I feel like I’ve told my story so many times, it’s getting tiresome. It’s time for me to challenge myself and start doing something new. It’s time for me to start telling other people’s stories.

So, how about it? How’d you like me to tell your story? Again, I’m serious. I want you to e-mail me (kelly@kellyhitchcock.com) and tell me the story you want to be told.

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New poem up!

I’ve been pondering writing this for about a week, and finally got a chance to sit down and organs to the skeleton that was this poem. I got inspired by a story on NPR about April being National Poetry Month. I have to admit, I had no idea it was National Poetry Month and was instantly ashamed.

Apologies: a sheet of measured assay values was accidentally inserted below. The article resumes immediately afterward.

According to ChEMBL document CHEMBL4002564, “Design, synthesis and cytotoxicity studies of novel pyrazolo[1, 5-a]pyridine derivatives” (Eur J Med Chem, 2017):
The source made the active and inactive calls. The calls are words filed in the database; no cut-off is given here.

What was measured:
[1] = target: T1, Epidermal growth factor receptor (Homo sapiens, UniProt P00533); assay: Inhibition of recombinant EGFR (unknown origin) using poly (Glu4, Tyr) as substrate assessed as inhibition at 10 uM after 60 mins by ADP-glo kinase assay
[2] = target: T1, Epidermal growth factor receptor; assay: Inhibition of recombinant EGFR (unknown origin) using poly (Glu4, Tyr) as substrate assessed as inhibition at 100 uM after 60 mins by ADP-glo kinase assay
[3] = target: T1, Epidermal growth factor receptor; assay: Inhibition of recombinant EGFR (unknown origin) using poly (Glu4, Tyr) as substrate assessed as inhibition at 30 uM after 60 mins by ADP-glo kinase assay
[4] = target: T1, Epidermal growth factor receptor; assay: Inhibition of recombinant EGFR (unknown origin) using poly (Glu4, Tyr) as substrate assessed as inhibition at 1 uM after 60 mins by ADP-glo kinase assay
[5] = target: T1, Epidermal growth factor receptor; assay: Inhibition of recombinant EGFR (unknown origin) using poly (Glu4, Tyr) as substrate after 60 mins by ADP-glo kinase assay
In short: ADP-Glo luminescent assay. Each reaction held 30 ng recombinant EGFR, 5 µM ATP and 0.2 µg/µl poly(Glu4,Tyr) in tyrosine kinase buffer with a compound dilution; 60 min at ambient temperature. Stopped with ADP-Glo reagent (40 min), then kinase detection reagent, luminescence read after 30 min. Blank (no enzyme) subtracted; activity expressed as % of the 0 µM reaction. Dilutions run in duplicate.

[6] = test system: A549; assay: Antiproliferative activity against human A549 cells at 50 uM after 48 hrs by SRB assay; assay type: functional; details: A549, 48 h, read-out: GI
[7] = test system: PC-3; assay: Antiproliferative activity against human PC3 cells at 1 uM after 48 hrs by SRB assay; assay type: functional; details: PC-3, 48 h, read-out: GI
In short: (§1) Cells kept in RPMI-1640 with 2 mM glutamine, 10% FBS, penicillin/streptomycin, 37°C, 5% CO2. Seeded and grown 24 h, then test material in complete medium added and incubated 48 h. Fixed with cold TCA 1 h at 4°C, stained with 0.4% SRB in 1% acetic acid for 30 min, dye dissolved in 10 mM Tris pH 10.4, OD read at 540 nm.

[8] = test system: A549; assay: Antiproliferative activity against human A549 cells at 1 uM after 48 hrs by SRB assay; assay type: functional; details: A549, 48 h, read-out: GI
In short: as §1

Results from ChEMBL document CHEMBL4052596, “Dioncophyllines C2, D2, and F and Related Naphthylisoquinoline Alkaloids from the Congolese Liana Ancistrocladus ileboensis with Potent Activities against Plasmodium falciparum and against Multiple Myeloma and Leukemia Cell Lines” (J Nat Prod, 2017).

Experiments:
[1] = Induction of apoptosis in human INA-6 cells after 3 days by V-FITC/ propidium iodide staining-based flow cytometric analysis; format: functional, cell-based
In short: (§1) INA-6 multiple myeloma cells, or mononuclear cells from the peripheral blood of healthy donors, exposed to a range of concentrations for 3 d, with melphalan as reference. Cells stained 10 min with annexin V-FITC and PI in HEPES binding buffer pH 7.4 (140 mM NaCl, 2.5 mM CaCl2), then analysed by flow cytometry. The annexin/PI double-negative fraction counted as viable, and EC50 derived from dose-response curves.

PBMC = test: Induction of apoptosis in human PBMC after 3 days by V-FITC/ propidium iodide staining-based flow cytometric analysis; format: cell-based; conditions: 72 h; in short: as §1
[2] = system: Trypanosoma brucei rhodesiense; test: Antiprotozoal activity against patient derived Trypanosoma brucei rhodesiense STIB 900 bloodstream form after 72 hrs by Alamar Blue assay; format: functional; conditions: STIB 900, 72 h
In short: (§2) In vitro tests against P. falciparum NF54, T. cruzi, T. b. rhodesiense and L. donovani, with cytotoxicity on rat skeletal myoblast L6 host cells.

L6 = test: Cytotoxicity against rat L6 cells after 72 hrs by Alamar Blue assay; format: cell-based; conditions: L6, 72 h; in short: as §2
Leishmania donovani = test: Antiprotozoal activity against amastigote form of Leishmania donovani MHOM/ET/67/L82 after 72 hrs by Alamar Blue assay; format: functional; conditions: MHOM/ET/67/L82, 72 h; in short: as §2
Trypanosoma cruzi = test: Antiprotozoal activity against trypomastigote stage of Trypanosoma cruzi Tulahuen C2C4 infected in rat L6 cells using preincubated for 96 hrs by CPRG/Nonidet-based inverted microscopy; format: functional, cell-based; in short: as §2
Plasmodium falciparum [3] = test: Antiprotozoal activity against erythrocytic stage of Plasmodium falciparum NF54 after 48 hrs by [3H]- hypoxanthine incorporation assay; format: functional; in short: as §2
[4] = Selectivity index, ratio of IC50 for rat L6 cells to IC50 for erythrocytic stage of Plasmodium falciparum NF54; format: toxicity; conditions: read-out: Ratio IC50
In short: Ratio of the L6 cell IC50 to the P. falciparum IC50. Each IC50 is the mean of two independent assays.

The poem that inspired me was *I think* called “Things in my Journal” and it made me think about the places where we just tend to dump things we don’t know what to do with and then forget about them. For me, this place in the top drawer at my desk at the office. Anyway, the poem is called Things in my Stuff Drawer, and if anyone is familiar with the “Things in my Journal” poem or who wrote it, please let me know, because the interwebs are failing me.

And as always, let me know what you think!

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Tequila Sunrise now in Foliate Oak

No April foolin’: the April 2010 issue of Foliate Oak Literary Magazine has been published and my poem Tequila Sunrise is in this issue.

I wrote this poem about a bartender I briefly dated. No one really dates a bartender. You meet up for drinks at about 2 in the morning – because that’s when they get off work – and then go your separate ways. It inspired me to write this poem, which is now officially published!